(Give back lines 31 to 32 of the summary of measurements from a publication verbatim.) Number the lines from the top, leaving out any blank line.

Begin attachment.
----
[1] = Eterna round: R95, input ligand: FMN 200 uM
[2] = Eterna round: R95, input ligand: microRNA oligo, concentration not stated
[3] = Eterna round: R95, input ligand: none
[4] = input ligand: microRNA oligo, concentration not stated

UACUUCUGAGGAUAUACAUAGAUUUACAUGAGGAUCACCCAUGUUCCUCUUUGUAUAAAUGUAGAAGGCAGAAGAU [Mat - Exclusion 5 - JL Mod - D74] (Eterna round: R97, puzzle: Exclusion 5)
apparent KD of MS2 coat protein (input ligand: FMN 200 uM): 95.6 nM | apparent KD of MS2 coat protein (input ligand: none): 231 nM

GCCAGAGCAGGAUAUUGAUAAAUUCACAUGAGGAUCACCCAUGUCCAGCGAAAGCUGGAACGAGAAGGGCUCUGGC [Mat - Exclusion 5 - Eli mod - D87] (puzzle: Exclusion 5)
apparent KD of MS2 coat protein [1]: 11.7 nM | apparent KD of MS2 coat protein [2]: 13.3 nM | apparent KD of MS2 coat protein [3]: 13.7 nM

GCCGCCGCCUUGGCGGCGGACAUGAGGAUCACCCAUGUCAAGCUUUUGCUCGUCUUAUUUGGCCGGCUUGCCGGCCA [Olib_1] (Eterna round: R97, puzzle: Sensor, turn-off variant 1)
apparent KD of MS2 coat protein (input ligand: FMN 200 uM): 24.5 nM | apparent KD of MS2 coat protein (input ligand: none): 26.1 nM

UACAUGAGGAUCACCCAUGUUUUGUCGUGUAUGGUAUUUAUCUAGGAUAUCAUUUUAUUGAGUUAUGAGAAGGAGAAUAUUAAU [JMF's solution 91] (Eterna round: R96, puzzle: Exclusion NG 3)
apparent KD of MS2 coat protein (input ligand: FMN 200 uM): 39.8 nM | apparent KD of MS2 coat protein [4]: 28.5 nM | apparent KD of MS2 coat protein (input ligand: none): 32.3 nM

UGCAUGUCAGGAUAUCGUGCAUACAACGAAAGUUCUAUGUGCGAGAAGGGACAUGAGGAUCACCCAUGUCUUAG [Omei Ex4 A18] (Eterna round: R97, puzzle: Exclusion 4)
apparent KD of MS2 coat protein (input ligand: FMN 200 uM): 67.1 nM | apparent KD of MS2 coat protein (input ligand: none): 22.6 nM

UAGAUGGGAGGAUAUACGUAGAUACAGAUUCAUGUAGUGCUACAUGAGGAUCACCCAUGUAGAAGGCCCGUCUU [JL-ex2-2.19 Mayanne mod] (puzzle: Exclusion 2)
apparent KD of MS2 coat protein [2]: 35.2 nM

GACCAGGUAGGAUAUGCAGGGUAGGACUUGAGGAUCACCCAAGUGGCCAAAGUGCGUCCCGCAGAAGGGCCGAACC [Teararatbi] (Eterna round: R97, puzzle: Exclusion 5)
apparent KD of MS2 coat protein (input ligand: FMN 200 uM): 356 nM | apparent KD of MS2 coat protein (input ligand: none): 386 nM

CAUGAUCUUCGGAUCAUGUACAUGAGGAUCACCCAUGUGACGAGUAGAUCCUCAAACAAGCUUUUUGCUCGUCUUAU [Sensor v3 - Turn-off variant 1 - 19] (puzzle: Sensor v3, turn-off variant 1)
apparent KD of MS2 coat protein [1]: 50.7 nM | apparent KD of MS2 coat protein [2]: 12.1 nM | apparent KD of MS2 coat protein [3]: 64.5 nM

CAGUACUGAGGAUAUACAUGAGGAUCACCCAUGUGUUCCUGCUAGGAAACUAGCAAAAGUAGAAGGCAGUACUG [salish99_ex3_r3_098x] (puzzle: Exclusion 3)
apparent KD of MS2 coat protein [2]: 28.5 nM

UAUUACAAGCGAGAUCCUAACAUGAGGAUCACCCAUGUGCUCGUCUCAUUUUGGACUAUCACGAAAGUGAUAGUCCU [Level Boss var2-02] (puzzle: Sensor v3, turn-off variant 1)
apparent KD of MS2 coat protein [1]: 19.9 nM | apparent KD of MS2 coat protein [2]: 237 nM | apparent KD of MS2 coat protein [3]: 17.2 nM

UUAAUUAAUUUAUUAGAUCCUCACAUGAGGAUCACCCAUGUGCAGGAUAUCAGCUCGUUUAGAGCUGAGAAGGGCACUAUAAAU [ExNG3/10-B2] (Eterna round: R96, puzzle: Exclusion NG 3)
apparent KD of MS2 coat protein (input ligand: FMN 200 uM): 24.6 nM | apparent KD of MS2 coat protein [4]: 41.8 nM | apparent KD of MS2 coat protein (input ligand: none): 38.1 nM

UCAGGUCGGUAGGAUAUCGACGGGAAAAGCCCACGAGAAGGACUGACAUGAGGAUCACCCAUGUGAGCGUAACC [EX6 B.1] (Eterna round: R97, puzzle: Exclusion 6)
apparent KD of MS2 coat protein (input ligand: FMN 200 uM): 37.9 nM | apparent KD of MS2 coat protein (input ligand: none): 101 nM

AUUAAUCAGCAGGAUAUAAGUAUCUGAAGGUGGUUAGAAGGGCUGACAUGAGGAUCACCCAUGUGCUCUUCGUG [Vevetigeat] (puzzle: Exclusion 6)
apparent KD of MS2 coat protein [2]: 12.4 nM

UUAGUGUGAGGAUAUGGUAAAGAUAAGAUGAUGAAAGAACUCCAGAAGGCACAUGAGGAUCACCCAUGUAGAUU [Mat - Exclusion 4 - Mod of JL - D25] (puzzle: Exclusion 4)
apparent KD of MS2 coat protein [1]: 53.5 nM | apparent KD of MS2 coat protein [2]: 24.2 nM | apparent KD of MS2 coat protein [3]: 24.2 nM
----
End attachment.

UUAGUGUGAGGAUAUGGUAAAGAUAAGAUGAUGAAAGAACUCCAGAAGGCACAUGAGGAUCACCCAUGUAGAUU [Mat - Exclusion 4 - Mod of JL - D25] (puzzle: Exclusion 4)
apparent KD of MS2 coat protein [1]: 53.5 nM | apparent KD of MS2 coat protein [2]: 24.2 nM | apparent KD of MS2 coat protein [3]: 24.2 nM